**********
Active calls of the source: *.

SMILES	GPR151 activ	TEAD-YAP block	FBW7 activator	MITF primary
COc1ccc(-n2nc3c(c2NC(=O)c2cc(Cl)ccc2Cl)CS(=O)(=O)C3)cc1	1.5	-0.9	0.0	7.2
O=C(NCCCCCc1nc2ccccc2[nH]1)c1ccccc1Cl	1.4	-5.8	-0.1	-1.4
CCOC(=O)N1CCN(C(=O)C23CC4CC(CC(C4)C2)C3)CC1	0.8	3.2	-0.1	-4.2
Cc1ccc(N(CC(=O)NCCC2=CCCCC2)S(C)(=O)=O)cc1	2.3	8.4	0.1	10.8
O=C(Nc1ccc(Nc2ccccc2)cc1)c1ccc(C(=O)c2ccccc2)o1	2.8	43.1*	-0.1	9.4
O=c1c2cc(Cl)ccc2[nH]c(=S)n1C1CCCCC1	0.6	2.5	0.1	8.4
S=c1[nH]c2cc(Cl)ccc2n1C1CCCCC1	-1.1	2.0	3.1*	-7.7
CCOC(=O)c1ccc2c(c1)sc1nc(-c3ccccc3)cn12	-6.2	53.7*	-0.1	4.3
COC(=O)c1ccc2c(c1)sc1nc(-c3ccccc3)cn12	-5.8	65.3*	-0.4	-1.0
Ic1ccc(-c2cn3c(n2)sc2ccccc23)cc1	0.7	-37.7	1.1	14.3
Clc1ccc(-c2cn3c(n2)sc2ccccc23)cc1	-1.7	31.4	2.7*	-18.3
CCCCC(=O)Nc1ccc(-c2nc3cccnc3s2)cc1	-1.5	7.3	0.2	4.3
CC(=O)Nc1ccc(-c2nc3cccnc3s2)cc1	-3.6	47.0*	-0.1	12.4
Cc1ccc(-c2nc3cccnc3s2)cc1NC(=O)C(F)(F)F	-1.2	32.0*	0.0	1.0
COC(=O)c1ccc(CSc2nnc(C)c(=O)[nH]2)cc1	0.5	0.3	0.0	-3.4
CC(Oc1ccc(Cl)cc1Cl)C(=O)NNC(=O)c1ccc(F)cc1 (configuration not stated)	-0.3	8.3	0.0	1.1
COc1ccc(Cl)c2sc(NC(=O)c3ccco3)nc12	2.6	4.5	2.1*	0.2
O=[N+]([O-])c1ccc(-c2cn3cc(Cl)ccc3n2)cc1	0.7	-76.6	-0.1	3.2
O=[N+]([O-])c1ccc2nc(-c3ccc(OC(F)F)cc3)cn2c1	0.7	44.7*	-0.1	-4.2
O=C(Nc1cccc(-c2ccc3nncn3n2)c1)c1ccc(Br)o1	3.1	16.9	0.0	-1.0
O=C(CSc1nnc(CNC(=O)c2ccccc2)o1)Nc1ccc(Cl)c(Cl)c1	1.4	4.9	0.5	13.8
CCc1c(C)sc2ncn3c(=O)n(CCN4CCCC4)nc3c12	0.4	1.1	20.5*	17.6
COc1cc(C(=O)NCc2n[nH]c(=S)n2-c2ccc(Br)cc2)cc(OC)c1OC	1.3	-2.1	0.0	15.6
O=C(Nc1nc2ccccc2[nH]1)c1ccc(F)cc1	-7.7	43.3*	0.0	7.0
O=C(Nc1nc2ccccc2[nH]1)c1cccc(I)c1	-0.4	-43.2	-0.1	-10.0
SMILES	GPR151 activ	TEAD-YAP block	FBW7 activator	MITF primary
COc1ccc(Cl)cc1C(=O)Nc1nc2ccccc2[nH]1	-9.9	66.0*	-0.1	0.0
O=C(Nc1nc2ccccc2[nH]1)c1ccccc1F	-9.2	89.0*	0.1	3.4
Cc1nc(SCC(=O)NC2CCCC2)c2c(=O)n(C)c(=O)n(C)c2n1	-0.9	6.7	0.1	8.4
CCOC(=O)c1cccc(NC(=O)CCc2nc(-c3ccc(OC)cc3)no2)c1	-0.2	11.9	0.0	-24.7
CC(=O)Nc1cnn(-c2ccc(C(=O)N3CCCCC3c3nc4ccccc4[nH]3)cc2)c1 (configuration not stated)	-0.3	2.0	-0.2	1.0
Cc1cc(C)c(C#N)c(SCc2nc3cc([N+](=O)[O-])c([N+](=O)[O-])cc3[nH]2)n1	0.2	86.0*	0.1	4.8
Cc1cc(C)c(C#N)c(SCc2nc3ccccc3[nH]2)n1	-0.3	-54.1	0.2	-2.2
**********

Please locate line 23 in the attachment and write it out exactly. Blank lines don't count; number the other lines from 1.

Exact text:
O=C(CSc1nnc(CNC(=O)c2ccccc2)o1)Nc1ccc(Cl)c(Cl)c1	1.4	4.9	0.5	13.8